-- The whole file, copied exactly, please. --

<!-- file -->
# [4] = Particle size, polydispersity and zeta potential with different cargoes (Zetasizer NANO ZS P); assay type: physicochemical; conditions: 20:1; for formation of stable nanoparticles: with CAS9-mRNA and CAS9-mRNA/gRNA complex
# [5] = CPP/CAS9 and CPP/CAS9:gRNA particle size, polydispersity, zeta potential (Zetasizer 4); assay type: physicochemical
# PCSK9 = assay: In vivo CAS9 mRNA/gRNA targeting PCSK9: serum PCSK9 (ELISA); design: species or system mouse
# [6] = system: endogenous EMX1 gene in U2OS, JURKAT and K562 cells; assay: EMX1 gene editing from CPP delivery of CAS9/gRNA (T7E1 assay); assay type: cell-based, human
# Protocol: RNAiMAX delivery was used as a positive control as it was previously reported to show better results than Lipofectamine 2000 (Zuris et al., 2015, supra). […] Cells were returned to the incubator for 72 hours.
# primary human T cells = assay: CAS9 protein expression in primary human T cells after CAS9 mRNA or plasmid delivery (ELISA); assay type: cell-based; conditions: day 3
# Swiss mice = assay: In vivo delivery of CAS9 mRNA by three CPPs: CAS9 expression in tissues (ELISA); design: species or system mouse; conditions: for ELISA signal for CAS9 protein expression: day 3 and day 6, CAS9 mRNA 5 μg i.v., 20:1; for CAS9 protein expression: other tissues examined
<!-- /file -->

# [4] = Particle size, polydispersity and zeta potential with different cargoes (Zetasizer NANO ZS P); assay type: physicochemical; conditions: 20:1; for formation of stable nanoparticles: with CAS9-mRNA and CAS9-mRNA/gRNA complex
# [5] = CPP/CAS9 and CPP/CAS9:gRNA particle size, polydispersity, zeta potential (Zetasizer 4); assay type: physicochemical
# PCSK9 = assay: In vivo CAS9 mRNA/gRNA targeting PCSK9: serum PCSK9 (ELISA); design: species or system mouse
# [6] = system: endogenous EMX1 gene in U2OS, JURKAT and K562 cells; assay: EMX1 gene editing from CPP delivery of CAS9/gRNA (T7E1 assay); assay type: cell-based, human
# Protocol: RNAiMAX delivery was used as a positive control as it was previously reported to show better results than Lipofectamine 2000 (Zuris et al., 2015, supra). […] Cells were returned to the incubator for 72 hours.
# primary human T cells = assay: CAS9 protein expression in primary human T cells after CAS9 mRNA or plasmid delivery (ELISA); assay type: cell-based; conditions: day 3
# Swiss mice = assay: In vivo delivery of CAS9 mRNA by three CPPs: CAS9 expression in tissues (ELISA); design: species or system mouse; conditions: for ELISA signal for CAS9 protein expression: day 3 and day 6, CAS9 mRNA 5 μg i.v., 20:1; for CAS9 protein expression: other tissues examined